If the employee's death was job-related, workers' compensation benefits may be payable.

To a Former Spouse if

  • specified under a qualifying court order,
  • the employee who died completed at least 18 months of creditable civilian service,
  • the former spouse was married to the employee for at least nine months, and
  • the former spouse did not remarry before reaching age 55 (unless he/she was married to the deceased for at least 30 years).

To a Child if

  • the employee completed at least 18 months of creditable civilian service, and
  • the child is an
    • unmarried dependent child under age 18, and/or
    • unmarried dependent child from age 18 to age 22, if attending an accredited educational institution full-time, and/or
    • unmarried, disabled dependent child if the disability (certified as such by the Social Security Administration) occurred before age 18.

The combined benefit of all the children is reduced by the total amount of child’s insurance benefits that are payable (or would, upon proper application, be payable) under Title II of the Social Security Act for the same month to all children of the deceased based on the total earnings of the deceased.  In many cases, the FERS children’s benefit is reduced to $0.

Lump Sum Benefit is Payable

If an employee dies and no survivor annuity is payable based on his/her death, the retirement contributions remaining to the deceased person’s credit in the Civil Service Retirement and Disability Fund, plus applicable interest, are payable.

Payees for Lump Sum Benefits

If a lump sum benefit is payable, it is paid to the first person eligible under the following order of precedence:

  • to the designated beneficiary;
  • if there is no such beneficiary, to the widow or widower;
  • if none of the above, to the child or children, with the share of any deceased child distributed among the descendants of that child;
  • if none of the above, to the parents in equal shares or the entire amount to a surviving parent;
  • if none of the above, to the executor or administrator of the estate; or
  • if none of the above, to the next of kin as determined under the laws of the State where the retiree lived.

When Benefits Begin

  • Widow or Widower
    • your survivor annuity begins on the day after the employee’s or retiree’s death. If you are eligible for benefits and we are unable to pay you because a former spouse is entitled, your annuity would begin the day after the former spouse loses entitlement to benefits.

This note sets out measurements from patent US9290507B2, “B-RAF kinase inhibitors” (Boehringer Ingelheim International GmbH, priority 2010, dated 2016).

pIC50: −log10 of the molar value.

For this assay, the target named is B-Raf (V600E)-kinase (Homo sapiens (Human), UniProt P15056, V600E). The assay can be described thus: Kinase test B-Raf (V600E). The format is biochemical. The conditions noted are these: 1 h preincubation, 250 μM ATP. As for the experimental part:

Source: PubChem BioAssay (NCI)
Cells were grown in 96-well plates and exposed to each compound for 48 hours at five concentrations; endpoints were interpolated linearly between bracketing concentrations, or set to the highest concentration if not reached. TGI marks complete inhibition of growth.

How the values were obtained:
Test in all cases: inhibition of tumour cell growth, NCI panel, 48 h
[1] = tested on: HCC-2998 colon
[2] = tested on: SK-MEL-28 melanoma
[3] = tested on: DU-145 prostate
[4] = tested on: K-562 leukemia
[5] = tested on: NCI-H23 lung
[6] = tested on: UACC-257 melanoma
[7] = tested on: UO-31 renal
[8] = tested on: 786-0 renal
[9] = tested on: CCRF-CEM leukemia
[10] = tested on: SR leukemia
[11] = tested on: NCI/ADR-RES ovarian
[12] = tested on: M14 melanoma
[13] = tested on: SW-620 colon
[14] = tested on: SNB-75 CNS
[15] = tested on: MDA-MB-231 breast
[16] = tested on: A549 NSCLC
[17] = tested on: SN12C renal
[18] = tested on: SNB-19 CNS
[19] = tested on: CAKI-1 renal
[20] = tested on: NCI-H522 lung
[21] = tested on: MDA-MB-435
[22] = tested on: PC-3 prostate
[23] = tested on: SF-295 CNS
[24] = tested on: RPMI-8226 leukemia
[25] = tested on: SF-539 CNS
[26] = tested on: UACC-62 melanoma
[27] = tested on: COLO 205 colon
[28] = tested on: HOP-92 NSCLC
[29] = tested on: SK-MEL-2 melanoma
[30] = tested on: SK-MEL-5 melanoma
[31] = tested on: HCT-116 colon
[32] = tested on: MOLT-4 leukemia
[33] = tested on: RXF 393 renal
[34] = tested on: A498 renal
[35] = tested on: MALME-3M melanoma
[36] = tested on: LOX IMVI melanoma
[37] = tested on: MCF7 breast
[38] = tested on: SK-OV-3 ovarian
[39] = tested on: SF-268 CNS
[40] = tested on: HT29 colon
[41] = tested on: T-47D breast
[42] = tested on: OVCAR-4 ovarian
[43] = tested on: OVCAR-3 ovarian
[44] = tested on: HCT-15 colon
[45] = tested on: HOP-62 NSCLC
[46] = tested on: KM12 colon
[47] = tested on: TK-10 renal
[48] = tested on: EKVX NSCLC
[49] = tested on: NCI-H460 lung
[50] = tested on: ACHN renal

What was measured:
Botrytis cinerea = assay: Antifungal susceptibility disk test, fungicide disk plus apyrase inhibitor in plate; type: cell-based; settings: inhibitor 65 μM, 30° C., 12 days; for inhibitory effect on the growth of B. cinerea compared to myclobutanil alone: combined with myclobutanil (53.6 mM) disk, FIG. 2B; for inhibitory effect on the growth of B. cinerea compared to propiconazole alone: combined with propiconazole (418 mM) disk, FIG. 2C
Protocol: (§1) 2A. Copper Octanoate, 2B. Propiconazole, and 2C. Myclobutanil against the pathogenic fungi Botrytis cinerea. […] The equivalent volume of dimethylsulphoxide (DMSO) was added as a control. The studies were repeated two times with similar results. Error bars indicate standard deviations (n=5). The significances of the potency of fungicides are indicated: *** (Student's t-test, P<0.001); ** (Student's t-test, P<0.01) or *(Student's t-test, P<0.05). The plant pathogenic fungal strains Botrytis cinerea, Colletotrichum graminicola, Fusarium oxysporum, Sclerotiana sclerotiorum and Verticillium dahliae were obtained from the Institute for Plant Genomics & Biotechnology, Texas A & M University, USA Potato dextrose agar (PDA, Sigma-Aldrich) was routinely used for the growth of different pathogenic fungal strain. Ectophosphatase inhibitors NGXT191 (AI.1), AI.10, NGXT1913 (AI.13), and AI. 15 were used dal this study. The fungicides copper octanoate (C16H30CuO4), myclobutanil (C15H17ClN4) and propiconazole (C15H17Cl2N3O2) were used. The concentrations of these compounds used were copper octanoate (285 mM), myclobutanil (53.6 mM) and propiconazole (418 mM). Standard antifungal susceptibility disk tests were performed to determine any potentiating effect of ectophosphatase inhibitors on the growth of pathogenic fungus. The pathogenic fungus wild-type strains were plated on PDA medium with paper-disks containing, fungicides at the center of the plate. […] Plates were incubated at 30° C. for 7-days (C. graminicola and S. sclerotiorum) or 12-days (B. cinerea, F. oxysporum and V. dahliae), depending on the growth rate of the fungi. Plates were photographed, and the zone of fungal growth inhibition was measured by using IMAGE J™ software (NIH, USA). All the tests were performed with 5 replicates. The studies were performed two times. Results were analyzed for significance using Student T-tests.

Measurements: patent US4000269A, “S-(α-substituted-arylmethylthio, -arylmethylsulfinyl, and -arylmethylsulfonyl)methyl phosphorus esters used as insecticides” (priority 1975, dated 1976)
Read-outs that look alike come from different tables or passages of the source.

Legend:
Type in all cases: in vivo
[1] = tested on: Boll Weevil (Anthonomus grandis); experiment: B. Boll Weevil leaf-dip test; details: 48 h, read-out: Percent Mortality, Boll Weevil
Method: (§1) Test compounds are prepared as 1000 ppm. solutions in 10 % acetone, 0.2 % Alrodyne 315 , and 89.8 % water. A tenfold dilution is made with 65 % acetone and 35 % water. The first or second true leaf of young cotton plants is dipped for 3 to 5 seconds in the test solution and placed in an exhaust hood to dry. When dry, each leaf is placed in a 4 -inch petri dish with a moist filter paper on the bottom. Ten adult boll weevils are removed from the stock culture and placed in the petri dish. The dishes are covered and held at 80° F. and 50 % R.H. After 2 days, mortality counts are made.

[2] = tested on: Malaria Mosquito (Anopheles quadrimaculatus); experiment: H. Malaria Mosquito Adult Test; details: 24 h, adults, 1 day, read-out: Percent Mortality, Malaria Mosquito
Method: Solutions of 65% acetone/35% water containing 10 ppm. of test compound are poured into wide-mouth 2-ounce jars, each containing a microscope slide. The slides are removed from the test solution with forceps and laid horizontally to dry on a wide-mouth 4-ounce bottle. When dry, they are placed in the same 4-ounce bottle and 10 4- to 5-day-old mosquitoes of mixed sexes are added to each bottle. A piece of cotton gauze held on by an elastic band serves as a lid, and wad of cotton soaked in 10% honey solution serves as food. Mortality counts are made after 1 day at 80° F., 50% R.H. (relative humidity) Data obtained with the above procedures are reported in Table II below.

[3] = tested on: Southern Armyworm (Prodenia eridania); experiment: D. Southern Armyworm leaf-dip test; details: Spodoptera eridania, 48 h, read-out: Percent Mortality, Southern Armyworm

• Former Spouse
    • If you are a former spouse who was awarded a survivor annuity based on a court order, your survivor annuity begins to accrue on whichever day is later:
      • The day after the employee’s or retiree’s death, or
      • The first day of the second month after we receive a certified copy of the court order along with any additional necessary supporting documentation.
    • If you are eligible for benefits and we are unable to pay you because another former spouse is entitled, your annuity would begin the day after the former spouse loses entitlement to benefits.
  • Child
    • Your survivor annuity begins to accrue on the day after the employee’s or retiree’s death.

Applying for Benefits

Contact the personnel office of the Federal agency where the employee worked.   You should complete the Application for Death Benefits, Standard Form (SF) 3104 and attach any other forms and/or evidence as the application or circumstances require.  Attach a copy of the employee’s death certificate and a copy of the certificate of the marriage to the widow or widower. Give the application to the personnel office.  If you are the surviving spouse or former spouse, you and deceased person’s employing agency should also complete Form (SF) 3104B Standard Documentation and Elections in Support of Application for Death Benefits when Deceased was an Employee at the Time of Death.

A widow or widower who is claiming benefits for himself/herself and on behalf of children should file one application.

Back to Top

Spouse

Information regarding Spouse Survivor Benefits can be found in the CSRS section.

Child Beneficiaries

Information regarding Child Beneficiaries can be found in the CSRS section.

No Beneficiary

Information regarding a No Beneficiary situation can be found in the CSRS section.

Control Panel